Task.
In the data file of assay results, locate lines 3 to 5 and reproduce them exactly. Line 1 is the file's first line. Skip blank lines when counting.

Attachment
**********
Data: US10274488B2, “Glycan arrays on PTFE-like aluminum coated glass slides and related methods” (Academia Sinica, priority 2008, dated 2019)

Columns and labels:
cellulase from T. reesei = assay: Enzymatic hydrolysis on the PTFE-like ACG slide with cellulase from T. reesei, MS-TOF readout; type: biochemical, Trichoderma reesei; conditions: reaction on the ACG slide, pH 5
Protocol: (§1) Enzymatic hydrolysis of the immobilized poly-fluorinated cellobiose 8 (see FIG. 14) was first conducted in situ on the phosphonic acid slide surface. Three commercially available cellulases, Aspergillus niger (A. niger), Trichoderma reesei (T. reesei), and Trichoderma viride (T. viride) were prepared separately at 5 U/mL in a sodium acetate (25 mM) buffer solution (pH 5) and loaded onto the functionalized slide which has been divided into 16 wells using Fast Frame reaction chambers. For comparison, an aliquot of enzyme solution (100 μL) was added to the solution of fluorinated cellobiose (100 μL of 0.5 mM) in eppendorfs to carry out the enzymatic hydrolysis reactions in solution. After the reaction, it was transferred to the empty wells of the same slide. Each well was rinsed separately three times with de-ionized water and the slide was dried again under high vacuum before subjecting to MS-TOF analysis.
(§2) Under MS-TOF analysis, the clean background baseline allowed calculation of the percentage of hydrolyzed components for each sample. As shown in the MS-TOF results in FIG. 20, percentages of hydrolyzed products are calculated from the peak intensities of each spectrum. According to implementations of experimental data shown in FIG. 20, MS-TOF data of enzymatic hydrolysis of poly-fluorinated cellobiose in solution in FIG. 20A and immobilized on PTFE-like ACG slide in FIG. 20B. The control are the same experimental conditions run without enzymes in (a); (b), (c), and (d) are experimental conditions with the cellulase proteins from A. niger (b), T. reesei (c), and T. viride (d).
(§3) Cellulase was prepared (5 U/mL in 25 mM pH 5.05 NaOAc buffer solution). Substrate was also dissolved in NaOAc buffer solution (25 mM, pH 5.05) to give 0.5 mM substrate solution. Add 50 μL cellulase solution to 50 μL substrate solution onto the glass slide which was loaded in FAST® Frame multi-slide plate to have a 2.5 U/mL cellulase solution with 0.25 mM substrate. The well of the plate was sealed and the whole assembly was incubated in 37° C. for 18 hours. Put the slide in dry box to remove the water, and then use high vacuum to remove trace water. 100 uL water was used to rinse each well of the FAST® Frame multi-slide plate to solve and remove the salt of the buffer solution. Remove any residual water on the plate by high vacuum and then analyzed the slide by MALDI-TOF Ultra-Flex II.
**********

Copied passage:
cellulase from T. reesei = assay: Enzymatic hydrolysis on the PTFE-like ACG slide with cellulase from T. reesei, MS-TOF readout; type: biochemical, Trichoderma reesei; conditions: reaction on the ACG slide, pH 5
Protocol: (§1) Enzymatic hydrolysis of the immobilized poly-fluorinated cellobiose 8 (see FIG. 14) was first conducted in situ on the phosphonic acid slide surface. Three commercially available cellulases, Aspergillus niger (A. niger), Trichoderma reesei (T. reesei), and Trichoderma viride (T. viride) were prepared separately at 5 U/mL in a sodium acetate (25 mM) buffer solution (pH 5) and loaded onto the functionalized slide which has been divided into 16 wells using Fast Frame reaction chambers. For comparison, an aliquot of enzyme solution (100 μL) was added to the solution of fluorinated cellobiose (100 μL of 0.5 mM) in eppendorfs to carry out the enzymatic hydrolysis reactions in solution. After the reaction, it was transferred to the empty wells of the same slide. Each well was rinsed separately three times with de-ionized water and the slide was dried again under high vacuum before subjecting to MS-TOF analysis.
(§2) Under MS-TOF analysis, the clean background baseline allowed calculation of the percentage of hydrolyzed components for each sample. As shown in the MS-TOF results in FIG. 20, percentages of hydrolyzed products are calculated from the peak intensities of each spectrum. According to implementations of experimental data shown in FIG. 20, MS-TOF data of enzymatic hydrolysis of poly-fluorinated cellobiose in solution in FIG. 20A and immobilized on PTFE-like ACG slide in FIG. 20B. The control are the same experimental conditions run without enzymes in (a); (b), (c), and (d) are experimental conditions with the cellulase proteins from A. niger (b), T. reesei (c), and T. viride (d).